Open daily, 9:30 a.m.–Sunset (Closed on Christmas Day)
Parking Fee: $3.00 per vehicle collected at the entry gate.
Felicita Park is the site of one of the largest and oldest Indian villages in the county. To this day, grinding holes and other artifacts reveal evidence of the centuries-old community of the Northern Diegueno Indians.
In 1867, an Irishman by the name of James McCoy acquired the Bernardo Rancho which included a portion of what is now Felicita Park. His large flocks of sheep ranged over this land called McCoy's Grove. In 1871, Mr. McCoy was elected to the State Senate and played a prominent role until his death in 1895. The property, later owned by Ransford Lewis, was purchased as a county park for the sum of $12,000 in December 1929.
The park was named after a Kumeyaay woman, Felicita La Chappa, who lived in the San Pasqual Valley until she died in 1916. Her Kumeyaay name was Hal-ah-wee, and she was the daughter of a clan leader named Pontho. Benjamin Sherman wrote a romanticized book, Indian Stories of the Southwest, that was performed at the Felicita Pageant in the park from 1928-1931.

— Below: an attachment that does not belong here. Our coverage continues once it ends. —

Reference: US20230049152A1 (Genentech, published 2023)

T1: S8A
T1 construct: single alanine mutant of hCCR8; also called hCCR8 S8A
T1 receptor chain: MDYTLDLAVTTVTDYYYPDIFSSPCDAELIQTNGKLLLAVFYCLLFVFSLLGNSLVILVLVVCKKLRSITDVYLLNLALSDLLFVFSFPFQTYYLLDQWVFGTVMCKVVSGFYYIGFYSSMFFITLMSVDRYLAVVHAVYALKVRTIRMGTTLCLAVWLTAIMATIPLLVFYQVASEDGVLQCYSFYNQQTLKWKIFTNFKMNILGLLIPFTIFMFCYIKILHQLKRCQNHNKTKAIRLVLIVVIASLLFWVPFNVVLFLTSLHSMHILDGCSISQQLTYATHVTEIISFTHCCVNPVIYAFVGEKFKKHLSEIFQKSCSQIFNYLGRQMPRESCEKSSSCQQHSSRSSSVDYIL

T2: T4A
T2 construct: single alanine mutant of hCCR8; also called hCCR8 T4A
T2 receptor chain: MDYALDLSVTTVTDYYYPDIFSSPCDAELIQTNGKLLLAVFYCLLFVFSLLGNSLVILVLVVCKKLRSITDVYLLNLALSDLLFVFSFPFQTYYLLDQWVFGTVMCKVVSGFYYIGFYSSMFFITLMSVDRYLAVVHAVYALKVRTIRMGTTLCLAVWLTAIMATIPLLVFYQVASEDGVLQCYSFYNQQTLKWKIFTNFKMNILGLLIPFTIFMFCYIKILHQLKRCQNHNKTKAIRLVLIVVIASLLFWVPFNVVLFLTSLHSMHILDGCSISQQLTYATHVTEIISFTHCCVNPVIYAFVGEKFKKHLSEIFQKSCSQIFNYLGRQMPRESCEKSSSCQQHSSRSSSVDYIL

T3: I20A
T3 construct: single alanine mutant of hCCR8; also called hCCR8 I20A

NOTE: Leashed dogs are allowed.
Personal Experience: Felicita Park has always been one of my favorite parks. Perhaps because it is not your traditional park (in my opinion). There are is much grounds to wander around and just get lost in. It's always had a bit of a magical feel to it. The Renaissance Faire is held here. I will attend it in the future and then make a post on that. A Ship in the Woods recently moved its residency here. How cool is that?!
Picnics are pretty much mandatory here:
Anza Borrego Desert
Cuyamaca State Park